Here’s some end-of-the-week coverage about ERISA developments. The Sixth Circuit issues an excellent decision on the “futility” exception to the judicially-created exhaustion doctrine for benefit claims. The Eighth Circuit remands a denial of benefits claim in light of Metropolitan Life Insurance Co. v. Glenn, 128 S. Ct. 2343 (2008).
Durand v. The Hanover Insurance Group, No. 07-6468 (6th Cir. Mar. 18, 2009): Despite that Congress imposed no administrative exhaustion requirement on ERISA claimants, the courts have long required that participants and beneficiaries first submit their contested requests for benefits to the plan administrator for review. Sometimes, though, courts have excused this requirement when it would be futile to do so. This Sixth Circuit case lets some air into the futility exception, showing that where the plaintiff challenges the practice as illegal (as opposed to simply a breach of the plan itself), exhaustion would be futile.
The claim here involved the correct method of calculating of a lump sum distribution from a defined-benefit pension plan. A participant electing to cash out by law may not be penalized for that choice, so to comply with ERISA, lump sum payments must be the actuarial equivalent of the normal accrued pension benefit.
As the panel states “Each participant’s account is funded by hypothetical allocations, called ‘pay credits,’ and hypothetical earnings, called ‘interest credits,’ that ‘are determined under a formula selected by the employer and set forth in the plan.'” The interest credits are at the crux of this case. The panel described the formula:
“For distributions made prior to 2006, determining this actuarial equivalent required a two-step ‘whipsaw’ calculation. First, the participant’s account balance was projected forward to its value at the participant’s normal retirement age, ‘using the rate at which future interest credits would have accrued’ had the participant remained in the plan. Second, ‘that projected amount [was] discounted back to its present value on the date of the actual lump-sum distribution.’
“Critically for our purposes here, the projection forward must have ‘include[d] a fair estimate‘ of what the participant’s future interest credits actually would have been had she retrained a single-life annuity under the plan. The ‘fair estimate’ is critical because, if the participant’s future interest rate exceeds the discount rate, the participant’s lump-sum distribution will be greater than her hypothetical account balance at the time of the distribution.” [Citations omitted, emphasis in original]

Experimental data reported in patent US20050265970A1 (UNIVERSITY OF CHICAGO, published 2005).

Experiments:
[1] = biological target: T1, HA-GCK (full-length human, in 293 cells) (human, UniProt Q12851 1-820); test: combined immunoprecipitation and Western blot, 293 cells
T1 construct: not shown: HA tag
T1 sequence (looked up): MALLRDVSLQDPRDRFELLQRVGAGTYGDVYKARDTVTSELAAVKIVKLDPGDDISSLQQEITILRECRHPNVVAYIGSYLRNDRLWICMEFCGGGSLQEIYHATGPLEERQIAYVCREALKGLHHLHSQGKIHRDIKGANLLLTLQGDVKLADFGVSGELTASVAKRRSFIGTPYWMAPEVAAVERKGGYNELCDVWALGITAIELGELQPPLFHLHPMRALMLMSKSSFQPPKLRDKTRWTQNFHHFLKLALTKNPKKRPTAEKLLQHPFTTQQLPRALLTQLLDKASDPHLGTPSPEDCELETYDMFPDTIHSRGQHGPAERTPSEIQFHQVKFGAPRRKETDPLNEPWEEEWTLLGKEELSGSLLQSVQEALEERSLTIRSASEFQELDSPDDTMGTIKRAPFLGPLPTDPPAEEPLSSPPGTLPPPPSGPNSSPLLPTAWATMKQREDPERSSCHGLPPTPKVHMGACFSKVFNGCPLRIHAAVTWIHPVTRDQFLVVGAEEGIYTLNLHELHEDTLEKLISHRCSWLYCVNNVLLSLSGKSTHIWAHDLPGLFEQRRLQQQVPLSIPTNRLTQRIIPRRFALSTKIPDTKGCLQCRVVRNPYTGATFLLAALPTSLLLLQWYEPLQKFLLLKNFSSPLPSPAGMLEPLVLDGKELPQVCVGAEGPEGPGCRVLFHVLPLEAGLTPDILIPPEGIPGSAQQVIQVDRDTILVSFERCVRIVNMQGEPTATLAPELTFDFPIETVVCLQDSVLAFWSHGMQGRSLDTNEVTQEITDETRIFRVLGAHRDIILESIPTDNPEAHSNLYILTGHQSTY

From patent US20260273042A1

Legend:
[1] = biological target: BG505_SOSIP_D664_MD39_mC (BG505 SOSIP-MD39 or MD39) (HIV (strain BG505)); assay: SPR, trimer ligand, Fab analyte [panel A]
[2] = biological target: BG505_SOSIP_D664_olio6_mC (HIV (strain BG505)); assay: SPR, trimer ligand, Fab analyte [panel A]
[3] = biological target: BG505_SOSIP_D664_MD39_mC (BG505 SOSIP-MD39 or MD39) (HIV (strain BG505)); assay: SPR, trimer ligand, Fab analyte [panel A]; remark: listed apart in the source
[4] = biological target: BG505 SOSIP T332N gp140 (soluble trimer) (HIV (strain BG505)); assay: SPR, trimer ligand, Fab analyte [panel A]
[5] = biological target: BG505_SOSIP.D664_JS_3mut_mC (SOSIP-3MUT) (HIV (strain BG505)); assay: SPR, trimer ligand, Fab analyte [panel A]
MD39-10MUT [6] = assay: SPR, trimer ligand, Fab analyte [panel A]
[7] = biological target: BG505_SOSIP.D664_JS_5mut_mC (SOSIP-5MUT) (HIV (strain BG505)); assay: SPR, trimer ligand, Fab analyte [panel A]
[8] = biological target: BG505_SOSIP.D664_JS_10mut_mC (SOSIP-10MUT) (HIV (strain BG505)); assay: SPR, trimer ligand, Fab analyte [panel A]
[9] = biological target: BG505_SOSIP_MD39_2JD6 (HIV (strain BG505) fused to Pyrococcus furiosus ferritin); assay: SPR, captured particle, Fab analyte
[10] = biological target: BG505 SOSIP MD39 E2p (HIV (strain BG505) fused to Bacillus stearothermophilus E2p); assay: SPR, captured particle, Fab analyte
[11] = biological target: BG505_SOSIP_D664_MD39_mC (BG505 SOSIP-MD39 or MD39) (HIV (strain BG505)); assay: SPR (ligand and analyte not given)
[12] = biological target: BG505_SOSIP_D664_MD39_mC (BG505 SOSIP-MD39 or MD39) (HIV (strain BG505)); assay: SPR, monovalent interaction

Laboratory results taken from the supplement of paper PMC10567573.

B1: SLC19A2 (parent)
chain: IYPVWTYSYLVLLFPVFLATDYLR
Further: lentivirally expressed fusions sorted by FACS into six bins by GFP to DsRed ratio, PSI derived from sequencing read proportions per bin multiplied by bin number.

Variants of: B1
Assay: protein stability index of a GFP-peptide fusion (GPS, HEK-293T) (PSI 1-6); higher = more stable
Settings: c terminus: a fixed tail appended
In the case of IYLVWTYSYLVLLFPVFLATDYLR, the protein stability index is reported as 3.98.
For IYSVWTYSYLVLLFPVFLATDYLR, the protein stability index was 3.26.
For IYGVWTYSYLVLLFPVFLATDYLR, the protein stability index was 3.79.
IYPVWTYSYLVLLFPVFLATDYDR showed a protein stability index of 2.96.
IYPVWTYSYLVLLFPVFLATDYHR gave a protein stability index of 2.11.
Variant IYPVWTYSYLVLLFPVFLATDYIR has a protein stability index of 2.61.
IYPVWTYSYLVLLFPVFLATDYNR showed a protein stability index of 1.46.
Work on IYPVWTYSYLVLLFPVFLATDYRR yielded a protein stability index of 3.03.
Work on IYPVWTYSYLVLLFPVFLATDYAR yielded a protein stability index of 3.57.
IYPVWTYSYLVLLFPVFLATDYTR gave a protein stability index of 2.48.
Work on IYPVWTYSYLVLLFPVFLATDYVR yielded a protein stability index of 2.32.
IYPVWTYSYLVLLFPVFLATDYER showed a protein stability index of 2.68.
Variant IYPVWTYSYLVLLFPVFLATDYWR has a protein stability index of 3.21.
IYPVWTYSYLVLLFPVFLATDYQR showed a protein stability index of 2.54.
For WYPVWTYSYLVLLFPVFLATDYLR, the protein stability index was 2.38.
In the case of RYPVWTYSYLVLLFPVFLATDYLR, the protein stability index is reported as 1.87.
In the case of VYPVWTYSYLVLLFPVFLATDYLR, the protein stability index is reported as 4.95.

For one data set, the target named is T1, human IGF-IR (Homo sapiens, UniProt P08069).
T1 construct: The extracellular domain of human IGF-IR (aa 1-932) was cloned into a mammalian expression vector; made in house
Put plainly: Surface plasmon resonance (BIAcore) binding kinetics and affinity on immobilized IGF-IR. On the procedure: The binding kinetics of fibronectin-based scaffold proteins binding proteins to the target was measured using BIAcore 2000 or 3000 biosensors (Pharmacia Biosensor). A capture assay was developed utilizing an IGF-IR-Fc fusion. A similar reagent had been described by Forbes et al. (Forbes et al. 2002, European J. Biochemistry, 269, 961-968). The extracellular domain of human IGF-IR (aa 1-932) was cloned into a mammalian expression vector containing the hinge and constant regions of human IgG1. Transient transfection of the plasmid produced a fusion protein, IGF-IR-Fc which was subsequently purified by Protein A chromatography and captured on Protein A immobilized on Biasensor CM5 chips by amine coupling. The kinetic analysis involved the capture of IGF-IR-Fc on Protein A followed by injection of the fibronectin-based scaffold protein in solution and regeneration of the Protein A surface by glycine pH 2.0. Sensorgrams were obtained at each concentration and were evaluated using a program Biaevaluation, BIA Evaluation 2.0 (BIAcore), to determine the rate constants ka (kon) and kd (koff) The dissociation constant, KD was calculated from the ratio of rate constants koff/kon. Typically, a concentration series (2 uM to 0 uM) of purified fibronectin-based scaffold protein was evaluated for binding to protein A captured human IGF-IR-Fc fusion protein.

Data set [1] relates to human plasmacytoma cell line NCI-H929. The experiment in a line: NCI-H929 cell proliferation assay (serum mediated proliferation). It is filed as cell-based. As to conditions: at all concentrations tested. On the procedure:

The participants here, proceeding as a class, disputed the plan’s “fair estimate,” arguing that the “the Plan did not attempt to make individualized estimates of departing participants’ future interest credits. Instead, the Plan used a uniform projection rate-the 30-Year Treasury Bill rate-in performing every such participant’s whipsaw calculation.” This method was rejected by the Department of Labor and several courts of appeals by the time that the plan in this case calculated the named plaintiff’s lump sum.
The plaintiff brought suit to order recalculation of the benefits, but the case was tossed for lack of exhaustion. The Sixth Circuit reverses, and in so doing demystifies the doctrine of futility.
“ERISA plans are often complicated things, and the question whether a plan’s methodology was properly applied in a particular case is usually one best left to the plan administrator in the first instance. Administrators, not courts, are the experts in plan administration.
“But the same is not true of an across-the-board challenge to the legality of a plan’s methodology. In those cases, the claimant typically concedes that her benefit was properly calculated under the terms of the plan as written, but argues that the plan itself is illegal in some respect. And that question — legality — is one within the expertise of the courts. Sending such a claimant back to the administrative process, to recalculate a benefit she concedes was already properly calculated under the terms of the plan as written, misses the point of the dispute. In that situation, exhaustion wastes resources rather than conserves them.” [Citations omitted]